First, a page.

What is it?
HPV is a common sexually transmitted infection that can affect both men and women causing cancer of the cervix (in females), other anogenital cancers and certain cancers of the mouth and throat (in both males and females) as well as genital warts (in both males and females). Most HPV infections have no clinical symptoms. This means that people infected with HPV often do not know they have it, and can continue transmitting the virus to others.
How is it transmitted?
HPV is a highly contagious virus that is transmitted through different forms of sexual contact.
Vaccination to prevent infection?
The National HPV Vaccination Program began in 2007 for females, and was extended to include males in 2013. Since 2007, the National HPV Vaccination Program has been credited with dramatically reducing the incidence of the HPV virus in Australia.
Vaccinating against HPV provides highly effective protection against the development of HPV-related cancers and diseases.
The best time to be vaccinated is before a person becomes sexually active.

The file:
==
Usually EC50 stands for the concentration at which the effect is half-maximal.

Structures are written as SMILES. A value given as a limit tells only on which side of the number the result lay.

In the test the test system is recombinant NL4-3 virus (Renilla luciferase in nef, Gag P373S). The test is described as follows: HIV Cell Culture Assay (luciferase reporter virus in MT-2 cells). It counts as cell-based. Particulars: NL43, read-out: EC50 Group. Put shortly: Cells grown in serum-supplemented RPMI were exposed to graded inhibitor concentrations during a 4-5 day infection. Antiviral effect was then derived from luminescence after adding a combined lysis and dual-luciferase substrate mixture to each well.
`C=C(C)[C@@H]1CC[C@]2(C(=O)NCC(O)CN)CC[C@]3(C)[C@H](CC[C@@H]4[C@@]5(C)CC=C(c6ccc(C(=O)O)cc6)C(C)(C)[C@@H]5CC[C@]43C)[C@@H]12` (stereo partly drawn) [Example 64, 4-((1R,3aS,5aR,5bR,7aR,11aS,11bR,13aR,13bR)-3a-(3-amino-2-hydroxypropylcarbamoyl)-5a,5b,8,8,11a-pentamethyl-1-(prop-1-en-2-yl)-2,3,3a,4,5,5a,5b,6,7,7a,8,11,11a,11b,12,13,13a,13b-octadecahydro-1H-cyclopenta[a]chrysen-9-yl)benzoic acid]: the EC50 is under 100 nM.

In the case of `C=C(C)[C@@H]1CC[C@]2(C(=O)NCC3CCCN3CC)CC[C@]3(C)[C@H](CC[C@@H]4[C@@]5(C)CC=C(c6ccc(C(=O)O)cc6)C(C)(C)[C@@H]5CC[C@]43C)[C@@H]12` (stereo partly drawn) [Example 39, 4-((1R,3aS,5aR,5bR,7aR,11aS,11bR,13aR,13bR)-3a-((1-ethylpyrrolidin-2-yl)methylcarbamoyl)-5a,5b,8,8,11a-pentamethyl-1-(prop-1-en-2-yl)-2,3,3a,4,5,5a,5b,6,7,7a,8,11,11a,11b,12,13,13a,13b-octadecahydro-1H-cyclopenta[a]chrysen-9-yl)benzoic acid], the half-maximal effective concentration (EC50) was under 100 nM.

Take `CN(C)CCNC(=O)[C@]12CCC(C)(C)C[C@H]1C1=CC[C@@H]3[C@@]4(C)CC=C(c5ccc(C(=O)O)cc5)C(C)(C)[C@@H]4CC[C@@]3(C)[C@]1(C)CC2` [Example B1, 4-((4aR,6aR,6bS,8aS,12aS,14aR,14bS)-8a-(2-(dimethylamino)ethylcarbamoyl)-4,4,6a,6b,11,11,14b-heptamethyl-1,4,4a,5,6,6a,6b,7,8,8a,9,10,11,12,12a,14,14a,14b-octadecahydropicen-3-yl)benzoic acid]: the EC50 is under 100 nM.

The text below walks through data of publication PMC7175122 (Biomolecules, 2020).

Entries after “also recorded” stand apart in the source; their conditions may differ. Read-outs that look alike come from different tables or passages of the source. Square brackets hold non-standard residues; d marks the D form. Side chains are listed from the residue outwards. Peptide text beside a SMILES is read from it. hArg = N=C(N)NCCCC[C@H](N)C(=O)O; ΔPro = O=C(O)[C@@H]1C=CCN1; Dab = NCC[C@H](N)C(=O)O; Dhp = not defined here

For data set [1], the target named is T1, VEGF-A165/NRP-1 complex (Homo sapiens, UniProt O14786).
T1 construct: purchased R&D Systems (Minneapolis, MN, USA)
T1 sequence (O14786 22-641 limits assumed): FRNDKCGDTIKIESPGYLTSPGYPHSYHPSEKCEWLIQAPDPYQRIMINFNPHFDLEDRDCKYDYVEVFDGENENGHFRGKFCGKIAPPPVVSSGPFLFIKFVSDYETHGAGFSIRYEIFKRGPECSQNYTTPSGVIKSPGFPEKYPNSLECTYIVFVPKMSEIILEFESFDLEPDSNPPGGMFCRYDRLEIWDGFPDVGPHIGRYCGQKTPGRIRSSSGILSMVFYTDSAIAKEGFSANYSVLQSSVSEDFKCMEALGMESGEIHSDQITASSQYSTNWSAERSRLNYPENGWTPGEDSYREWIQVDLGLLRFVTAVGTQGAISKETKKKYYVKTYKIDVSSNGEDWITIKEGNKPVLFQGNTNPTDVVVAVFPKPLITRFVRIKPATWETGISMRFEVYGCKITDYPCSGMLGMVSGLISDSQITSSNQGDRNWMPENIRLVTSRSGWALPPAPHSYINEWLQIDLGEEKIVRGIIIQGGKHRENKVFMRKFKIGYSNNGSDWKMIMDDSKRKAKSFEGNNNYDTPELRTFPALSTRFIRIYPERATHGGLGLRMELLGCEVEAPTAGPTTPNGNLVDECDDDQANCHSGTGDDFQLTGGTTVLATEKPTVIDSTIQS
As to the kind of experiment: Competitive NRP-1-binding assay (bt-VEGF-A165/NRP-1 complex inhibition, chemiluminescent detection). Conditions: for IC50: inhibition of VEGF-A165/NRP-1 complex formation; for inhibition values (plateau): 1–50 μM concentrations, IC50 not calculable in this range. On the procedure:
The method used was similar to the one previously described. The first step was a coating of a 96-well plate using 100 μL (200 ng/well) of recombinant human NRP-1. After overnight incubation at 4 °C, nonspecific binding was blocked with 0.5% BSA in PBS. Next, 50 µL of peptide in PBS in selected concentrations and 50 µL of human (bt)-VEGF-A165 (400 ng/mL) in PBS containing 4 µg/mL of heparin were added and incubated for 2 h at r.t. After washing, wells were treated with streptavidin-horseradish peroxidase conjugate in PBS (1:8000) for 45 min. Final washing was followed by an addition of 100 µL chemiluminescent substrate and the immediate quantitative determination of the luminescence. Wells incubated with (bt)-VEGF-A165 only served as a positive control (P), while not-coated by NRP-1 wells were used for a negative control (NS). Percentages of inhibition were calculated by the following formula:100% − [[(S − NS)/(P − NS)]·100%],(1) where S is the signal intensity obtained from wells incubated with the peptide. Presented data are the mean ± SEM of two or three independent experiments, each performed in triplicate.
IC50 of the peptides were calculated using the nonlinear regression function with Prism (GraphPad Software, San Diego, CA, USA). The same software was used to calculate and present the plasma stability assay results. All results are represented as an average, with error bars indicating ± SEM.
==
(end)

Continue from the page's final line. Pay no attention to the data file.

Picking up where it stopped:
National HPV Vaccination Program
From January 2018, individuals aged approximately 12 to 14 years will be offered the 9-valent HPV vaccine (Gardasil®9) in a 2-dose schedule (6 -12 months apart) through school based programs.
Gardasil®9 replaces the 4-valent HPV vaccine (Gardasil®), for which a 3-dose schedule has been used. Gardasil®9 includes the HPV types covered by Gardasil® (6, 11, 16 and 18) plus an additional five oncogenic HPV types (31, 33, 45, 52 and 58).
NB: Immunocompromised individuals require a 3 dose course of Gardasil 9® for protection which should be administered at 0, 2 and 6 months.
- NCIRS: human papillomavirus vaccine fact sheet
- NCIRS: HPV position statement
- ATAGI advice – Gardasil 9®
- CDC Information on HPV vaccine safety
- The Conversation- Gardasil 9, the vaccine that could soon protect against cervical cancer in fewer doses
- The Conversation- new Gardasil vaccine boosts teens protection from HPV and cervical cancer
Authors: Nigel Crawford (Director, SAEFVIC, Murdoch Children’s Research Institute), Georgie Lewis (SAEFVIC Clinical Manager, Murdoch Children’s Research Institute) and Rachael McGuire (SAEFVIC Research Nurse, Murdoch Children’s Research Institute)
Reviewed by: Rachael McGuire (SAEFVIC Research Nurse, Murdoch Children’s Research Institute)
Date: July 2020
Materials in this section are updated as new information and vaccines become available. The Melbourne Vaccine Education Centre (MVEC) staff regularly reviews materials for accuracy.
You should not consider the information in this site to be specific, professional medical advice for your personal health or for your family’s personal health. For medical concerns, including decisions about vaccinations, medications and other treatments, you should always consult a healthcare professional.